• Alex

        The middle argument to strcpy_s is the size of the destination buffer. strcpy_s won't copy more than this even if the source string is longer, to prevent buffer overflow.

  • Soumil

    Hi!

    This gives the following compilation error:
    prog.cpp: In function ‘int main()’:
    prog.cpp:7:29: error: ‘strcpy_s’ was not declared in this scope
         strcpy_s(dest, 5, source); // An assert will be thrown in debug mode

    even though I'm using a compiler following C++14 guidelines. Help!

    • Alex

      It looks like some compilers require you to define __STDC_WANT_LIB_EXT1__ with integer value 1 to use strcpy_s. Other compilers simply don't support it. I've updated the lesson to indicate this.

  • Michael

    Hello.
    You said: "In the above program, we’ve allocated an array of 255 characters to name, guessing that the user will not enter this many characters. Although this is commonly seen in C/C++ programming, it is poor programming practice, because nothing is stopping the user from entering more than 255 characters (either unintentionally, or maliciously)."

    So we've found a solution not to overflow and to force the user to insert a string with MAX LENGHT = 255

    My question is: is there a way to give our user no-characters limit? I mean, how many he wants!

    Thanks in advance!

    • Alex

      There are ways to do this, but most of the ways to do this are a pain. Much easier is to use std::string, which will handle this kind of thing for you (and resize themselves to hold whatever the user enters).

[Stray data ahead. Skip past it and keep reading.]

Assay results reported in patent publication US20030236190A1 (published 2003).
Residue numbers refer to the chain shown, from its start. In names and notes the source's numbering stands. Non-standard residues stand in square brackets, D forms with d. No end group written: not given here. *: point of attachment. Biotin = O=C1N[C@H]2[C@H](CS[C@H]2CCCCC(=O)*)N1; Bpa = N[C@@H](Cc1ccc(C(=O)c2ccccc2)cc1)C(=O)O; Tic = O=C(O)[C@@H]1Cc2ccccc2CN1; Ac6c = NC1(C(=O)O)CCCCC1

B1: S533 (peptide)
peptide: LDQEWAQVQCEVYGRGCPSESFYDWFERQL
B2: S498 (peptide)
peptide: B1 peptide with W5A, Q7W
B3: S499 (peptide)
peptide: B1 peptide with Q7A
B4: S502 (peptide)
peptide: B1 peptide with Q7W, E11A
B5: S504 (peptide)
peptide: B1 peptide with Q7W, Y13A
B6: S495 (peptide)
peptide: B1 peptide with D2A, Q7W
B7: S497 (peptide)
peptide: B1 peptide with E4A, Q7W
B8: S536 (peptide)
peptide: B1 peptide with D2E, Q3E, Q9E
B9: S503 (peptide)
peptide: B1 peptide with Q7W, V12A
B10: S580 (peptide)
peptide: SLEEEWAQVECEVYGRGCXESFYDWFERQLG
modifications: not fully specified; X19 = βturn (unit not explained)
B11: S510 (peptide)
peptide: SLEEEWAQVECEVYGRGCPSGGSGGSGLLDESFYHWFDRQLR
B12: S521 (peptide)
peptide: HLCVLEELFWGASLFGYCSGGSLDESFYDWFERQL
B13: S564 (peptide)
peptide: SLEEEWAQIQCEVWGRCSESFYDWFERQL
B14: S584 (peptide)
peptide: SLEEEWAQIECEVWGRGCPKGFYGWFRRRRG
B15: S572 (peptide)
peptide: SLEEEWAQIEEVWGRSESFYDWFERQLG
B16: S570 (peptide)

• Michael

        Thanks for the reply.
        I know I can do it with std::string, but I need to be addressed to a way to do it from 'scratch' since I'm making my own string class and I'm struggling with the operator>> overload!

        • Alex

          One way: Start with a small dynamically allocated char array of size 255. If the user fills the array, then allocate a larger array and copy the data from the smaller array into the larger array. Do this as many times as necessary. Then allocate a string of exactly the correct length, and copy the string into that.

          There may be a smarter way to do this via the C++ streams, but C++ I/O isn't my specialty.

  • Luat

    If I'm not wrong, at line 8 and 9 of the last piece of code (which counts the number of space character in string entered by user), it should be "std::cout" (line 8) and "std::cin" (line 9) instead of "cout" and "cin".

  • Avencherus

    Small typo in the middle.  This should be "string" rather than "spring".  X)

    This program prints:

    spring

    • Alex

      No, it's correct as written.

      This line:

      overwrite the 't' with a 'p', changing "string" to "spring".